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Following Christopher Creed by Carol…
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Following Christopher Creed

by Carol Plum-Ucci

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Whoa! I recognized the unreliable narrator for what he was, but somehow still didn't see the twist coming. I wasn't sure if this sequel would live up to the first book, but I think in the end it did.


"I guess unanswered questions are good because of how they feed people's imaginations. I think imagination is the most beautiful defense we have in a world that can be insanely cruel at times. Once all the questions are answered, the imagination runs out of fuel, has to shut down. We're back in skeptic mode. Everything's limited again." (306-307)

"I would venture to say....your brother mixes lies with truth sometimes to protect his identity. I would venture to say...he is alive and he still loves you." (395)

( )
  JennyArch | Apr 3, 2013 |
I remember reading The Body of Christopher Creed in high school and LOVING it because it was just so creepy. It was a well-done psychological thriller. And it was my first (psychological thriller, that is), so automatically it has a soft spot in my heart. When I first heard of Following Christopher Creed, I was a bit put-off. The Body of Christopher Creed was so amazing that I feel that it didn't need a sequel. And, unfortunately, I was right. Following Christopher Creed never lives up to the brilliance that is its predecessor.

Following Christopher Creed was, most of the time, a bloated, boring book. Sure, some interesting things happened here and there, but reading most of the book was tedious. I also found the characters in The Body of Christopher Creed more developed and therefore more intriguing. While I did like Mike and RayAnn, I never got a clear reading of them, particularly when it comes to Mike. Now maybe this was the author's intention, but it made me feel very disconnected to Mike. Revisiting with the characters of the previous novel was pretty cool, but that only lasted for a few chapters.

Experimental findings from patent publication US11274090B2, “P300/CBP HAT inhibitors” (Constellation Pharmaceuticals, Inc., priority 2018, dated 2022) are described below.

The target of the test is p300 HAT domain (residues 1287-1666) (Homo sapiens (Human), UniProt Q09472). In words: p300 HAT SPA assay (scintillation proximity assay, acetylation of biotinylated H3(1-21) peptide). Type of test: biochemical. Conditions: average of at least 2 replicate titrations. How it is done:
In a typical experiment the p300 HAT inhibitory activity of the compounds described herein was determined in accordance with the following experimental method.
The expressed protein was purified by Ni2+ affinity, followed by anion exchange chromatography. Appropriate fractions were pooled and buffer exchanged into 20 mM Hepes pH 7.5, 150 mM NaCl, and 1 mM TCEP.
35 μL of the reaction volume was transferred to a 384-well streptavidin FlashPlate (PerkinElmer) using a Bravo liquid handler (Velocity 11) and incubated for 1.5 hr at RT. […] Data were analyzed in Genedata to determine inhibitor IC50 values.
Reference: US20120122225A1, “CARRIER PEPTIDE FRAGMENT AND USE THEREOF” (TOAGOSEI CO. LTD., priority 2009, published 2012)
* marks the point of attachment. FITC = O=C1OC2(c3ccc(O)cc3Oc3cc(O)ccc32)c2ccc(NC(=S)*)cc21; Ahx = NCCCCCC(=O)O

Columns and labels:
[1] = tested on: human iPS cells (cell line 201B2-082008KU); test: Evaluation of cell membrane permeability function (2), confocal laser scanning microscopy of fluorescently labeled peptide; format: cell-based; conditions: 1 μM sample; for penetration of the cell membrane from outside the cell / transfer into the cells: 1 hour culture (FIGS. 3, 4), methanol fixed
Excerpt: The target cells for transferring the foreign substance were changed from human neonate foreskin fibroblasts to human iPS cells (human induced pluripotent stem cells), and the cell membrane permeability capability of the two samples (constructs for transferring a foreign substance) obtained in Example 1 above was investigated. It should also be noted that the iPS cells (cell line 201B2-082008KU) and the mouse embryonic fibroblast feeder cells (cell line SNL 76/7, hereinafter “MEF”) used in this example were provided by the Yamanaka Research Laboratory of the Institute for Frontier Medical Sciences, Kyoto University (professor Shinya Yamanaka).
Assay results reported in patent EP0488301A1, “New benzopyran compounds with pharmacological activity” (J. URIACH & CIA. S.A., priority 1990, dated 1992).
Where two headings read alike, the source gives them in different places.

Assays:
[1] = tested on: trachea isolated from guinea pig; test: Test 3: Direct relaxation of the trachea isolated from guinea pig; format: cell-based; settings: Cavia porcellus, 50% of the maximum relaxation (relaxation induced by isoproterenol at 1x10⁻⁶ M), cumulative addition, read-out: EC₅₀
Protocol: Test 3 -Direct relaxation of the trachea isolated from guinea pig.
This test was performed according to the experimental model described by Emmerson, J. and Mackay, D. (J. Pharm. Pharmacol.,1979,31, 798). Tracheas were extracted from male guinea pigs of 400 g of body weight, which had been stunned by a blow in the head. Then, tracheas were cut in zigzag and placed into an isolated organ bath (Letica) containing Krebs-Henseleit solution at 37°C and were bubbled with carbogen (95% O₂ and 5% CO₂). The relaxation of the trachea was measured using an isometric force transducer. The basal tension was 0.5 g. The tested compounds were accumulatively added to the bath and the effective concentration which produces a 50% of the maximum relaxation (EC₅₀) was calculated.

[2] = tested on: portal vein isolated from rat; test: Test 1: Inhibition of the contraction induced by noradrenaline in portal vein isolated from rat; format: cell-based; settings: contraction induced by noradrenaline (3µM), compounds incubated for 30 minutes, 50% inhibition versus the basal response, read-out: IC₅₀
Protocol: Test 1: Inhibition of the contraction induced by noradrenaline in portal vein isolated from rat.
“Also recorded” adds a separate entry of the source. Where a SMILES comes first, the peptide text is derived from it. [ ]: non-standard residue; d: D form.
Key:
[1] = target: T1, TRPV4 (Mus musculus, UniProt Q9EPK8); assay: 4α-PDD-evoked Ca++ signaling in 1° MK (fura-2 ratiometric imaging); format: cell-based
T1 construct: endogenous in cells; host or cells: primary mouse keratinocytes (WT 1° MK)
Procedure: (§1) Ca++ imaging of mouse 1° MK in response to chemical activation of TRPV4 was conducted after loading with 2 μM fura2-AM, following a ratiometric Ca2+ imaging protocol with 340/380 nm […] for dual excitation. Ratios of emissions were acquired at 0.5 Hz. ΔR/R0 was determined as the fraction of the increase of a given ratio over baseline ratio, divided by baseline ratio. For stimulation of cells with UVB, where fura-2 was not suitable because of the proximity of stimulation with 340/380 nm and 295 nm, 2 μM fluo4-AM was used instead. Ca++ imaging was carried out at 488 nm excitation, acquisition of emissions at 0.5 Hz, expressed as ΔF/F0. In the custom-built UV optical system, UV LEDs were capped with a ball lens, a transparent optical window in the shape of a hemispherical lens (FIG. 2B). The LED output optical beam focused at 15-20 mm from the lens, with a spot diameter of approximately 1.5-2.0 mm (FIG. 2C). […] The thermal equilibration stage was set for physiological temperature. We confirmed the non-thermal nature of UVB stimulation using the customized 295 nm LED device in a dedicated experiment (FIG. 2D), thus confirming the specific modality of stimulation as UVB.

Another thing I didn't understand was why the author built up this side-plot at the beginning with Steepleton having bad karma, yet never elaborated on it. I thought that should've been the focus Following Christopher Creed. What makes Steepleton tick? Why is it that while most towns see change, Steepleton remains the same and never evolves? She brings up these questions, but answers are never forthcoming. Normally, the lack of answers doesn't really tend to bother me, but I guess I was latching on to the Steepleton theory because it was really the only thing in Following Christopher Creed that intrigued me. I found the rest meh.

So, two stars for the ending which I really did NOT see coming (but really should have. I think I'm off my game) and for some moments of interest. But really, I found Following Christopher Creed to be an unnecessary sequel that never reaches the awesomeness that was The Body of Christopher Creed, let alone surpasses it. ( )
  silenceiseverything | Sep 4, 2011 |
I absolutely loved The Body of Christopher Creed and it's gone down as one of my all-time favorite books. But as it's a coming-of-age novel that comments on both society (to take a large-scale view) and high school bullying (to take a smaller-scale view), I was doubtful as to how good a sequel would be. Novels of The Body's caliber and scope don't usually have sequels. Following Christopher Creed turned out to be decent. If not for the ending, though, it wouldn't have come anywhere near wowing me as much as did the first book. It wasn't as hard-hitting nor as thrilling, a lot of it being dialogue, and I was never sure where Plum-Ucci was trying to head with the story. Was it intended as another coming-of-age social commentary, a novel about moving on, or some book promoting the powers of positive and quantum thinking? It only became clear at the conclusion.